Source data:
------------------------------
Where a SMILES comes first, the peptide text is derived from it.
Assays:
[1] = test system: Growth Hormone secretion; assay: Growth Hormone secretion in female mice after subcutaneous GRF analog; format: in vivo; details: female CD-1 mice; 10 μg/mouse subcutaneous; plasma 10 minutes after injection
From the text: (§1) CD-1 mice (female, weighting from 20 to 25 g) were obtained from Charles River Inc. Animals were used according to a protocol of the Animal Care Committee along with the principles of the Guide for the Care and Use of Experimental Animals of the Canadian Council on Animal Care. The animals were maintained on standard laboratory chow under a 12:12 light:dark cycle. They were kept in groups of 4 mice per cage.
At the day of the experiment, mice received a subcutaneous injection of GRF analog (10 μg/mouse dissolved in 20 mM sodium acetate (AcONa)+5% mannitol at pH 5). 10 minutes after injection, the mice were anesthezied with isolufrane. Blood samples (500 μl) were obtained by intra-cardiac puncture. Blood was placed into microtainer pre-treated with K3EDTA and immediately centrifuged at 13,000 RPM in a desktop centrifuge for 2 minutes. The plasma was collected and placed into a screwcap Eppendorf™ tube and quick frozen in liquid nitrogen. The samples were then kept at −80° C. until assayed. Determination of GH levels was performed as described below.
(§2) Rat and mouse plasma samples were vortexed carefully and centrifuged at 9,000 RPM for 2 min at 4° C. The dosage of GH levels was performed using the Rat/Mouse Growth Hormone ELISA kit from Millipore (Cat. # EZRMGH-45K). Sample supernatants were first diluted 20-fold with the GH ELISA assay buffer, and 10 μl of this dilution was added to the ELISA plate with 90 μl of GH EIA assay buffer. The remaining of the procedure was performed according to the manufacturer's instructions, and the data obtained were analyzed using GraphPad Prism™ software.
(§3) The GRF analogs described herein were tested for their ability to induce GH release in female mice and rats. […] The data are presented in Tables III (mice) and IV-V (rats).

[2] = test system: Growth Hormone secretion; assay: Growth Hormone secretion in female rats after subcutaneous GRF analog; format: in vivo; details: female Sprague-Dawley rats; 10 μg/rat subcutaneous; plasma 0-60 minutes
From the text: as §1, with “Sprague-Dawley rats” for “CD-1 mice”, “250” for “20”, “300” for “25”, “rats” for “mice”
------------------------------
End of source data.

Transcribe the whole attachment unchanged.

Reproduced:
Where a SMILES comes first, the peptide text is derived from it.
Assays:
[1] = test system: Growth Hormone secretion; assay: Growth Hormone secretion in female mice after subcutaneous GRF analog; format: in vivo; details: female CD-1 mice; 10 μg/mouse subcutaneous; plasma 10 minutes after injection
From the text: (§1) CD-1 mice (female, weighting from 20 to 25 g) were obtained from Charles River Inc. Animals were used according to a protocol of the Animal Care Committee along with the principles of the Guide for the Care and Use of Experimental Animals of the Canadian Council on Animal Care. The animals were maintained on standard laboratory chow under a 12:12 light:dark cycle. They were kept in groups of 4 mice per cage.
At the day of the experiment, mice received a subcutaneous injection of GRF analog (10 μg/mouse dissolved in 20 mM sodium acetate (AcONa)+5% mannitol at pH 5). 10 minutes after injection, the mice were anesthezied with isolufrane. Blood samples (500 μl) were obtained by intra-cardiac puncture. Blood was placed into microtainer pre-treated with K3EDTA and immediately centrifuged at 13,000 RPM in a desktop centrifuge for 2 minutes. The plasma was collected and placed into a screwcap Eppendorf™ tube and quick frozen in liquid nitrogen. The samples were then kept at −80° C. until assayed. Determination of GH levels was performed as described below.
(§2) Rat and mouse plasma samples were vortexed carefully and centrifuged at 9,000 RPM for 2 min at 4° C. The dosage of GH levels was performed using the Rat/Mouse Growth Hormone ELISA kit from Millipore (Cat. # EZRMGH-45K). Sample supernatants were first diluted 20-fold with the GH ELISA assay buffer, and 10 μl of this dilution was added to the ELISA plate with 90 μl of GH EIA assay buffer. The remaining of the procedure was performed according to the manufacturer's instructions, and the data obtained were analyzed using GraphPad Prism™ software.
(§3) The GRF analogs described herein were tested for their ability to induce GH release in female mice and rats. […] The data are presented in Tables III (mice) and IV-V (rats).

[2] = test system: Growth Hormone secretion; assay: Growth Hormone secretion in female rats after subcutaneous GRF analog; format: in vivo; details: female Sprague-Dawley rats; 10 μg/rat subcutaneous; plasma 0-60 minutes
From the text: as §1, with “Sprague-Dawley rats” for “CD-1 mice”, “250” for “20”, “300” for “25”, “rats” for “mice”